“Who helps to implement Universal Health Coverage?”
This was one of the questions posed by Dr Sarah Barber, Director of the WHO Centre for Health Development in Kobe when she addressed around 80 international studies students at Fukiai Senior High School.
Fukiai High School is one of the World Wide Learning (WWL) base school in Japan which aim to cultivate global leaders from among the youth with an interest in social and international issues.
Dr Barber’s lecture focused on Universal Health Coverage (UHC) which is at the forefront of global health in the 21st century. UHC aims to ensure that all people obtain essential health services without suffering financial hardship when paying for them.
Currently, at least half the world’s population still do not have full access to essential health services. Nearly 100 million people become very poor – living on $1.90 / Y 200 or less a day – because they have to pay for health care.
Japan achieved universal health insurance coverage in 1961, but continues to work towards meeting the country’s changing health needs.
“To answer the question: Every government, organization and person has an important role in promoting the right to good health. Health is a human right, and UHC reflects the values of equity, fairness and social solidarity,” she told the students.
After the lecture, the students broke up into small groups to discuss tobacco control. This is a major public health problem globally and in Japan, where second hand smoke kills about 40 people every day. Students explored how to reduce tobacco use and smoking, and who the most important role players were to achieve this.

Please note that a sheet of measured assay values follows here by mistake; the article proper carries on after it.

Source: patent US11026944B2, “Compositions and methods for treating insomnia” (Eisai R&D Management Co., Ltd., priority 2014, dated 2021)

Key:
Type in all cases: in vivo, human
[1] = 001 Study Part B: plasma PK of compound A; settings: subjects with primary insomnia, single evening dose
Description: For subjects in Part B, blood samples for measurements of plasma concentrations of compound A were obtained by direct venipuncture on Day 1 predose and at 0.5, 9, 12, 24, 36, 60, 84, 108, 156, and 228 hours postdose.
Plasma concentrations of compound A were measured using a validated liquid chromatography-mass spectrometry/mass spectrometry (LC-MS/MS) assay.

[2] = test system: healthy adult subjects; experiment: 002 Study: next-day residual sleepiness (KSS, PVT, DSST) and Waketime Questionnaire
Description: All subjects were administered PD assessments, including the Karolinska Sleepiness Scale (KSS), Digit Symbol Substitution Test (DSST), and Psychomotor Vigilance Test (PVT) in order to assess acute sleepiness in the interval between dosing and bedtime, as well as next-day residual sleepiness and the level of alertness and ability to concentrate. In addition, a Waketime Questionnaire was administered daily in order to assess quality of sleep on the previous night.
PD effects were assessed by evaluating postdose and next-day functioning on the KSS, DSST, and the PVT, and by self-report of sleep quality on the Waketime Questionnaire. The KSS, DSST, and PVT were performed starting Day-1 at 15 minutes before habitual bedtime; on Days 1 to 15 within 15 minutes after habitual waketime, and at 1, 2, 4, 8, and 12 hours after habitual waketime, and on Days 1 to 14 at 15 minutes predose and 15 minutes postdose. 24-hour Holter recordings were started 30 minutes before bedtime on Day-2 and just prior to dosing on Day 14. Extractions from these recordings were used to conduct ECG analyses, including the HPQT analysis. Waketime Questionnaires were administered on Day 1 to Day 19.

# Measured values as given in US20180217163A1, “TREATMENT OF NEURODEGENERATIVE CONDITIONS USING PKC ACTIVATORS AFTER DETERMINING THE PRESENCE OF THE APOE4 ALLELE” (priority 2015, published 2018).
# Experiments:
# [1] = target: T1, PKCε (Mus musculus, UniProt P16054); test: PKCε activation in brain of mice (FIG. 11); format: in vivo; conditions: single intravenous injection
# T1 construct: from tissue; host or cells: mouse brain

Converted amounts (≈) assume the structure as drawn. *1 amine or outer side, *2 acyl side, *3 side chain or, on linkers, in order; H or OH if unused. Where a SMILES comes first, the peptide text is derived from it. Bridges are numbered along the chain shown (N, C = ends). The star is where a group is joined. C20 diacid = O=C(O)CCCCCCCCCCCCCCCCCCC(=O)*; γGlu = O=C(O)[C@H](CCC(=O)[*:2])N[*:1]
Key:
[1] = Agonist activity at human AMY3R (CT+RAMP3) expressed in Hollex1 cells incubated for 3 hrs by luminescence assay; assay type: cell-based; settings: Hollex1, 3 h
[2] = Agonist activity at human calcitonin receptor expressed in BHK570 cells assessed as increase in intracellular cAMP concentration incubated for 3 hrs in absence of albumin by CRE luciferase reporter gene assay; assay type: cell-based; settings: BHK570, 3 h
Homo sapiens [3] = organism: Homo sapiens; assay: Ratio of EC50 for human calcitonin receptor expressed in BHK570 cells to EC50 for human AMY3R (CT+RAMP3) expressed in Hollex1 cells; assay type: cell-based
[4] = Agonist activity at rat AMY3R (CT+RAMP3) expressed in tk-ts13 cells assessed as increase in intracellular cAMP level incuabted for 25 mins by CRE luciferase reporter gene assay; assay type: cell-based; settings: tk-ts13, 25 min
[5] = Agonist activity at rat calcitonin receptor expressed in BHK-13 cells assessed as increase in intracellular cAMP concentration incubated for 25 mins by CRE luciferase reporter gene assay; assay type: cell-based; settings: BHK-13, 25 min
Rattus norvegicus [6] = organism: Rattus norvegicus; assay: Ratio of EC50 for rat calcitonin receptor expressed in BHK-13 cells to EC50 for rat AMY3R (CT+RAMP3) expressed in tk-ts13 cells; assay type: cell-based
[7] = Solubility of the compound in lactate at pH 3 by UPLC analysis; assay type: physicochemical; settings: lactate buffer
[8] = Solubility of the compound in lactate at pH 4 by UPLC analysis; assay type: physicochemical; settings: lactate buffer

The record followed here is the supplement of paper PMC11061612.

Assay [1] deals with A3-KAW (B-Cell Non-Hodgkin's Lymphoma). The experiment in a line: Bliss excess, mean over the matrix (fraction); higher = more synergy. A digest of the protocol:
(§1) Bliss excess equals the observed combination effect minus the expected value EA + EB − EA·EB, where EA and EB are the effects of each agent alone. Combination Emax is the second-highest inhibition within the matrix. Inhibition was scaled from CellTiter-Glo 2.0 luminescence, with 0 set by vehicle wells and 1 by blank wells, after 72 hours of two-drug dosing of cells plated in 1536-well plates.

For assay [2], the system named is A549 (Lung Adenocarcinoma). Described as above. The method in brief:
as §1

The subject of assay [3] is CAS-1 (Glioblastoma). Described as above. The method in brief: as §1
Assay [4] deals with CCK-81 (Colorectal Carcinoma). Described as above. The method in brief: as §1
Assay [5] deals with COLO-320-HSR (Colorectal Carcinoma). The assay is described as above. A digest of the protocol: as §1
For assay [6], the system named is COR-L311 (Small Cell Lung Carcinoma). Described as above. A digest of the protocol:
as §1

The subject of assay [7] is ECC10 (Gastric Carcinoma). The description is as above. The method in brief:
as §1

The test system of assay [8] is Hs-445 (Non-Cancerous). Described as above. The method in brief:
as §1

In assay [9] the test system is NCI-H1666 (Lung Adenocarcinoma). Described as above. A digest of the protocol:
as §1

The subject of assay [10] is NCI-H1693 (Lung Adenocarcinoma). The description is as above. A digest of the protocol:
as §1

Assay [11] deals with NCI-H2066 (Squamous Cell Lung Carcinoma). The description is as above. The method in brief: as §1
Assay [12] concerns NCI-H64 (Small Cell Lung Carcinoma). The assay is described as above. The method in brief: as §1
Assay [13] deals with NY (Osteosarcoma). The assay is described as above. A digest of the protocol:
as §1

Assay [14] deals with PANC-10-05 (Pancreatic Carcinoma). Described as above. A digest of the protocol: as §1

In closing, Dr Barber urged the youth to be aware of the health impacts of smoking, and to call for 100% smoke free policies in their communities and local governments, to protect themselves, their families and communities from second hand smoke.
WHO Kobe Centre receives funding from Hyogo Prefecture and Kobe City to conduct research about health systems and innovations, particularly around ageing populations. Engaging with the youth is a way to stimulate an interest in research and cultivate new ideas in tomorrow’s leaders.
On the 20th of April, Dr Sarah Barber was invited to present at the 2019 Evidence–Based Science and Knowledge Translation Symposium in collaboration with the WHO Collaborating Centre for Guideline Implementation and Knowledge Translation, Lanzhou University, China. She delivered an address on ‘Global health and evidence–based policy making’.
“Evidence-based policy making has the potential to help focus on interventions that have the greatest health gains. Global evidence and cost-effectiveness can be useful in considering evidence-based priorities and policy options,” she explained.
“Using evidence to inform global health policy is needed, but the policy process is complex. We can use evidence to inform global priorities, select the most cost- effective interventions, and also inform implementation.”
Dr Sarah Barber concluded by noting that institutional capacity is needed to evaluate the strength and limitations of the evidence, to identify the context under which policies would be successful, and to consult with stakeholders and the general public.